Block Grants for Community Mental Health Services
Published on AidPage by IDILOGIC
on Jun 24, 2005
Purpose of this program:
To provide financial assistance to States and Territories to enable them to carry out the State's Plan for providing comprehensive community mental health services to adults with a serious mental illness and to children with a serious emotional disturbance; monitor the progress in implementing a comprehensive community based mental health system; provide technical assistance to States and the Mental Health Planning Council that will assist the States in planning and implementing a comprehensive community based mental health system.
Possible uses and use restrictions...
Funds may be used at the discretion of the State to achieve the described objectives except for certain requirements. State plans must meet prescribed criteria. Services under the plan will be provided only through appropriate, qualified community programs (which may include community mental health centers, child mental-health programs, psychosocial rehabilitation programs, mental health peer-support programs and mental-health primary consumer- directed programs). Services under the plan will be provided through community mental health centers only if the centers meet prescribed criteria. Up to 5 percent of grant funds may be used for administering the funds. Funds may not be used to provide inpatient services; to make cash payments to intended recipients of health services; to purchase or improve land, purchase, construct, or permanently improve (other than minor remodeling) any building or other facility, or purchase major medical equipment; to satisfy any requirement for the expenditure of nonfederal funds as a condition for the receipt of Federal funds; or to provide financial assistance to any entity other than a public or nonprofit private entity.
Who is eligible to apply...
State and U.S. Territory Governments; or Tribal Organizations.
Note:This is a brief description of the credentials or documentation required prior to, or along with, an application for assistance.
About this section:
This section indicates who can apply to the Federal government for assistance and the criteria the potential applicant must satisfy.
For example, individuals may be eligible for research grants, and the criteria to be satisfied may be that they have a professional or scientific degree,
3 years of research experience, and be a citizen of the United States. Universities, medical schools, hospitals, or State and local governments may also be eligible.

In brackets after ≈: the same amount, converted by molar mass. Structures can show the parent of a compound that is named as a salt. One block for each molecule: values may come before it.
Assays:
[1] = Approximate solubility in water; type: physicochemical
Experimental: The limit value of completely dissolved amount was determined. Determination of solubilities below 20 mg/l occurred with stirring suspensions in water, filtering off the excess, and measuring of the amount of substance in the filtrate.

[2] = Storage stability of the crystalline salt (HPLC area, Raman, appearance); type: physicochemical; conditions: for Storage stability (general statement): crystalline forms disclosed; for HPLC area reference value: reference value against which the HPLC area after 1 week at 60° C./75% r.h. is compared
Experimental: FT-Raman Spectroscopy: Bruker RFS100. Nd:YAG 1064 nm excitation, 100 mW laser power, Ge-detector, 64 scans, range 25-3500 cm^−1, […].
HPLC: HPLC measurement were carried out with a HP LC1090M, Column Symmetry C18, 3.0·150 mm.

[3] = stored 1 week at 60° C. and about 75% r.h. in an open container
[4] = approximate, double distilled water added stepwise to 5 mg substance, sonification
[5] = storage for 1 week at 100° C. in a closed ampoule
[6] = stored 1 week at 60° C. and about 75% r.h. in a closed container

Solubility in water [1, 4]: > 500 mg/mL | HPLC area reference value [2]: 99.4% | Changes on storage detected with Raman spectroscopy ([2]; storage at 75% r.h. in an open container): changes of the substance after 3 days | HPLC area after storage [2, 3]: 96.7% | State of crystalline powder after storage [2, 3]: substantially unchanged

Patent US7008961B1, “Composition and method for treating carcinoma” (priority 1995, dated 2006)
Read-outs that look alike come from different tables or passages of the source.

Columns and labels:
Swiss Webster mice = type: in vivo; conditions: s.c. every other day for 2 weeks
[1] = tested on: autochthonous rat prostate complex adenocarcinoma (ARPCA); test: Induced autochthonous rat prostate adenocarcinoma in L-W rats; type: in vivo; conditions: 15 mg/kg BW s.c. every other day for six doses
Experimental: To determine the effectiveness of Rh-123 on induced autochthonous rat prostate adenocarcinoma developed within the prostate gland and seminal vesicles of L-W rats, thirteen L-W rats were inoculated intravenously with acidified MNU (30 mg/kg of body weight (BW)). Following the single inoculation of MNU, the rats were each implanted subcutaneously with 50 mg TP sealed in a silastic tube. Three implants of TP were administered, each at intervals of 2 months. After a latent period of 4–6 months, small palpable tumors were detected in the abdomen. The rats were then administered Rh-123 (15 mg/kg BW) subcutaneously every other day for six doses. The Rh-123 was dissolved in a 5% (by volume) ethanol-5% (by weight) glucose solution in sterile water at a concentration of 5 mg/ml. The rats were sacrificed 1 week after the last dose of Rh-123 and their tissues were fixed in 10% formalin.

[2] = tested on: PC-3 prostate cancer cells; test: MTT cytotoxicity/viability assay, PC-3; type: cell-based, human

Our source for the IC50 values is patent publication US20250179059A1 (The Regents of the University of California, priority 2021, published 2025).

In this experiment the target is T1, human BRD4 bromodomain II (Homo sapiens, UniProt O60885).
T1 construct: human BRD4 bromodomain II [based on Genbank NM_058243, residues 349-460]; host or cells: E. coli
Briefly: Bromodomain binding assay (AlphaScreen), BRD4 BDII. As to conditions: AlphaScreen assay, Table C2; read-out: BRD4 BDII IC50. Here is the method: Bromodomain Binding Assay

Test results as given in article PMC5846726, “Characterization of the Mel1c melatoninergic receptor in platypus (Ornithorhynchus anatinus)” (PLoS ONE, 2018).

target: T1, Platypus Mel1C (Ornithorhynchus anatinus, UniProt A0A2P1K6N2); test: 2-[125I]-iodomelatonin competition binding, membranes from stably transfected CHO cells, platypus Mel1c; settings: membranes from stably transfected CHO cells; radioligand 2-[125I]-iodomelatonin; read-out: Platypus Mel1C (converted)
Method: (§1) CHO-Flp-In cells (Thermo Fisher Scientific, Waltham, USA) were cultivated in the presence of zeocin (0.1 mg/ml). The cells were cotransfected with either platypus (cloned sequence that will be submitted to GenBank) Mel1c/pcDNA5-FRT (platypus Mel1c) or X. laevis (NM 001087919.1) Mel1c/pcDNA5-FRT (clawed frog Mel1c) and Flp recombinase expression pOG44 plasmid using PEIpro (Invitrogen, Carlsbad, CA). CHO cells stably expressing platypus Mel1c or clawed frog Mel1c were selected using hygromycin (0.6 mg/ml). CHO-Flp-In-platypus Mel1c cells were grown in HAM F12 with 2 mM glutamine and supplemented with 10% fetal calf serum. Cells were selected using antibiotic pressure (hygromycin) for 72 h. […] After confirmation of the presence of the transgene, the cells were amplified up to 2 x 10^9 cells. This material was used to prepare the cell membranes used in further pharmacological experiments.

Where State governments are eligible, the type of State agency will be indicated (State welfare agency or State agency on aging) and the criteria that they
Certain federal programs (e.g., the Pell Grant program which provides grants to students) involve intermediate levels of application processing, i.e., applications
are transmitted through colleges or universities that are neither the direct applicant nor the ultimate beneficiary. For these programs,
the criteria that the intermediaries must satisfy are also indicated, along with intermediaries who are not eligible.
How to apply...
Chief Executive Officer of the State or Territory must apply annually for an allotment. States are required to submit an application which contains a State Plan that describes comprehensive community mental health services for adults with a serious mental illness and children with a serious emotional disturbance, an Implementation Report that describes State progress in implementing the plan for the preceding year, recommendations from the State Mental Health Planning Council, a report on expenditure of the preceding fiscal year's block grant funds, a maintenance of effort report and agreements signed by the Chief Executive Officer of the State.
Note: Each program will indicate whether applications are to be submitted to the Federal headquarters, regional or local office, or to a State or local government office.
Grant Awards are issued directly by The Center for Mental Health Services, Substance Abuse and Mental Health Services Administration (SAMHSA) to the designated State agency.
Note: Grant payments may be made by a letter of credit, advance by Treasury check, or reimbursement by Treasury check.
Awards may be made by the headquarters office directly to the applicant, an agency field office, a regional office,
or by an authorized county office. The assistance may pass through the initial applicant for further distribution by
intermediate level applicants to groups or individuals in the private sector.
Deadlines and process...
The application is due no later than September 1 of the fiscal year prior to the fiscal year for which CMHS Block Grant funding is being requested.
When available, this section indicates the deadlines for applications to the funding agency which will
be stated in terms of the date(s) or between what dates the application should be received.